CLEVELAND (Oct. 29, 2006) -- Call it The Catch That Wasn't.
Chris Baker's amazing, one-handed grab in the end zone was ruled out of bounds and not reviewable and the Cleveland Browns escaped with their first win at home, 20-14 over the New York Jets.
The incredible catch -- or was it one? -- by New York's tight end with 59 seconds remaining was followed by an incredulous ruling and an indecipherable explanation as the Browns (2-5) ended a turbulent week with a much-needed win.
"We finally got a break," linebacker Andra Davis said. "This is a blessing."
For the Jets (4-4), a debatable call went the wrong way in a game they didn't play well enough to win.
"It's a shame because we fought back," Baker said. "We made a big play and didn't get it. It's disappointing."
The Jets, trailing by seven after being down 20-3 in the third quarter, stopped the Browns on three straight running plays and got the ball back after a punt with 1:56 left. Chad Pennington, who had an otherwise atrocious day, then moved his club to the Browns 24 with 1:06 left before throwing an incompletion and having a pass tipped.
On fourth-and-4, Pennington dropped back and ducked underneath a blitz from safety Sean Jones before lofting a pass to the near right corner for Baker. The 6-foot-3, 258-pound Baker leaped and hauled in Pennington's pass with one hand as he soared through the air.
But before he could come down with either foot in bounds, Baker was drilled from the side by defensive back Brodney Pool, who sent Baker sprawling. Baker held onto the ball and the officials did not immediately make a call.
They huddled for several seconds before referee Mike Carey said Baker could not have made the catch in bounds. Because it was a judgment call, the play is not reviewable under the NFL's instant replay system.
Afterward, Carey said field judge Buddy Horton determined that Carey caught the ball out of bounds.
"There was not a force out on the play," Carey said. "There was nothing to review. It's a judgment call."
Still, TV replays showed Baker making the catch and his body seemed to be in position to land in the end zone when he got rocked by Pool.
Jets coach Eric Mangini called a timeout hoping the replay official in the press box would examine the play.
"We took the timeout to provide a little more time for everyone to take a look at it," Mangini said. "The coaches upstairs were yelling, 'It's a touchdown! It's a touchdown!"'
For several minutes, the Jets stormed around the sideline looking for an explanation as Cleveland fans hugged in relief after seeing the Browns finally come out on the winning side of a strange finish.
Browns coach Romeo Crennel had no problem with the official's decision.
"I saw it the same way the referee did," Crennel said, busting into a wide grin.
Cleveland's Reuben Droughns rushed for a season-high 125 yards, Charlie Frye threw a touchdown pass to Kellen Winslow and new coordinator Jeff Davidson got Cleveland's stagnant offense going long enough to give the Browns a much-needed win.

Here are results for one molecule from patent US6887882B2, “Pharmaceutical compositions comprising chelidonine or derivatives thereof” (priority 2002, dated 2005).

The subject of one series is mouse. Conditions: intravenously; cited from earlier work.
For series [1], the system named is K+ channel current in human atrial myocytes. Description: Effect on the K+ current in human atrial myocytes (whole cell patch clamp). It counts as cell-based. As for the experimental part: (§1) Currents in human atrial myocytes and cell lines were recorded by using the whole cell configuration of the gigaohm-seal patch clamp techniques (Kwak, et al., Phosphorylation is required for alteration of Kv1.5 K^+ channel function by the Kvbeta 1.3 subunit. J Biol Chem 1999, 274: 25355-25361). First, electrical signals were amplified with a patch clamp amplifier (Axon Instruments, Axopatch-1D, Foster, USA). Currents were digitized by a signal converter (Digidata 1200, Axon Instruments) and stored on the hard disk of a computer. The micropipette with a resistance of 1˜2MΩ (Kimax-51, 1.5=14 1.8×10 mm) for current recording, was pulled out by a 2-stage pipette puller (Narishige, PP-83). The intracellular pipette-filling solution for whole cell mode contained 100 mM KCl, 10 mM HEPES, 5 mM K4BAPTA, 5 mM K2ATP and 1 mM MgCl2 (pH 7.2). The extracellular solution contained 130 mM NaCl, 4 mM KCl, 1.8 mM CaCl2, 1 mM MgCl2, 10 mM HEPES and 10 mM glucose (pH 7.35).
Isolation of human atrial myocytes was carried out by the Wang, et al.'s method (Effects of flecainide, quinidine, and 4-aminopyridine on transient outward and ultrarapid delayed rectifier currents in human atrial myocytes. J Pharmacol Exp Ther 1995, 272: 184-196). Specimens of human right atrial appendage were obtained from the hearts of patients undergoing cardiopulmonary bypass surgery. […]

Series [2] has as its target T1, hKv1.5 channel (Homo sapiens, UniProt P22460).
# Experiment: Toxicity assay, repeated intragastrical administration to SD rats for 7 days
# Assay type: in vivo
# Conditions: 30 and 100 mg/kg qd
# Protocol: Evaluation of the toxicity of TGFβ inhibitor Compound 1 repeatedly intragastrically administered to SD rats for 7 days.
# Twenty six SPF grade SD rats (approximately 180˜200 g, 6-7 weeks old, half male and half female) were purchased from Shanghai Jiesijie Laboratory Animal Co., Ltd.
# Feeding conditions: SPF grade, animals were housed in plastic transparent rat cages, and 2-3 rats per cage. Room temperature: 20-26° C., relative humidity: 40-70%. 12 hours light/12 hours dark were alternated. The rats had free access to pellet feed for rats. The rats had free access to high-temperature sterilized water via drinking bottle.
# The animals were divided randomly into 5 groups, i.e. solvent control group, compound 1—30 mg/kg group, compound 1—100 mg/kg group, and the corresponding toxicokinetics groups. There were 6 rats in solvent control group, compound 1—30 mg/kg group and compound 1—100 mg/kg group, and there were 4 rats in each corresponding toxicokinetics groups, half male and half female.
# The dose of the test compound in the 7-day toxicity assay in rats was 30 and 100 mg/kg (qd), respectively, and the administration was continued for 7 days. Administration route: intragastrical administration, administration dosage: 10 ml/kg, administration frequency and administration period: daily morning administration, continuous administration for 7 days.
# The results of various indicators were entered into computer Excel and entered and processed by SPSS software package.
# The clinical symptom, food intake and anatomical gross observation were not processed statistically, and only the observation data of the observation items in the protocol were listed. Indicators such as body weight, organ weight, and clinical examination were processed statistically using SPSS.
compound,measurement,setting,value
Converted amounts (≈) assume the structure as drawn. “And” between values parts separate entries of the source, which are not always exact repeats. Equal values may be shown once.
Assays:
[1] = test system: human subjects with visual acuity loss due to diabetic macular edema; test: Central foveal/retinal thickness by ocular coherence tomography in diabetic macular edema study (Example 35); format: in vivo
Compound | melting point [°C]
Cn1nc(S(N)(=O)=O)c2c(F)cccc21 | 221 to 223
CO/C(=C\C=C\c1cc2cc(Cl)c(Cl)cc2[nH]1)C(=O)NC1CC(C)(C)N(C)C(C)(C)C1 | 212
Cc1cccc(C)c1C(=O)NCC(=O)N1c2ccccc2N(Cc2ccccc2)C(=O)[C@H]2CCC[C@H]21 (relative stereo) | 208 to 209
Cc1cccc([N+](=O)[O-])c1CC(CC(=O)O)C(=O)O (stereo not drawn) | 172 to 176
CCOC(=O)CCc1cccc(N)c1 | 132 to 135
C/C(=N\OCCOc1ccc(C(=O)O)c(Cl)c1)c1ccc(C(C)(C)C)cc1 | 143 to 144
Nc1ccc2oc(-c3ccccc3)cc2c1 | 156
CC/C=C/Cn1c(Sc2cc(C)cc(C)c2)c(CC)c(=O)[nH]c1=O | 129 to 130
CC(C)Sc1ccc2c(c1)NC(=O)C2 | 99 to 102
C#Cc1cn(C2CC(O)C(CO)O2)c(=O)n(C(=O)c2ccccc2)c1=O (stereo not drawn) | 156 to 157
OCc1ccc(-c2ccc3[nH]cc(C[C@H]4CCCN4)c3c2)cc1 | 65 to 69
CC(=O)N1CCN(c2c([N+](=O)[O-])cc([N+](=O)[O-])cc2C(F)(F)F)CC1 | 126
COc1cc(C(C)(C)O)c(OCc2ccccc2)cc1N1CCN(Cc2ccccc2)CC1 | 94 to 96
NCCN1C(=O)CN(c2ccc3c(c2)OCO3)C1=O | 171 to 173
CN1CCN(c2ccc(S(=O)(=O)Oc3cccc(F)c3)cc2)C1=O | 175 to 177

Against one of the NFL's most obliging defenses, the Browns built their largest lead of the season, then withstood a 99-yard kickoff return by New York's Justin Miller and held off the Jets.
On Tuesday, Maurice Carthon was relieved of his duties as Cleveland's offensive coordinator and replaced by Davidson, the club's offensive line/assistant head coach. Carthon's departure was applauded by many of the Browns, who found his play calls questionable and described confusion on the field and in the huddle.
"It's been an emotional week for everybody," said Frye, who finished 15-of-22 for 141 yards and threw one interception. "There were a lot of distractions. To go out there and get a win means a lot."
Pennington was just 11-of-28 for 108 yards for the Jets, who had only 193 yards of total offense, and was picked off twice by Jones.
"I just didn't get the ball to my playmakers," Pennington said. "I didn't throw well enough for us to win. We didn't make plays to keep drives going and to put points on the board."
Frye drilled a 30-yard scoring pass between two defenders to Winslow as the Browns opened a a 17-3 lead in the third quarter. Nose tackle Nick Eason then separated Leon Washington from the ball and Cleveland rookie Kamerion Wimbley recovered at the Browns 9.
A touchdown may have put it away, but Cleveland had to settle for Phil Dawson's 21-yard field goal. However, their biggest lead of 2006 lasted just 13 seconds.
Miller, who set a team record with a 103-yard kickoff return on Oct. 1 against Indianapolis, found a seam up the middle, stepped out of Mason Unck's arm tackle, sidestepped Dawson and stiff-armed rookie Justin Hamilton on his way to the end zone.
"I feel like every time I touch the ball, I can break one," Miller said.
Notes: Browns OG Joe Andruzzi injured a knee in the first half and didn't return. Crennel said he will not need surgery. LB Willie McGinest left in the fourth with an ankle injury. ... Miller has returned three kickoffs for TDs in his past nine games.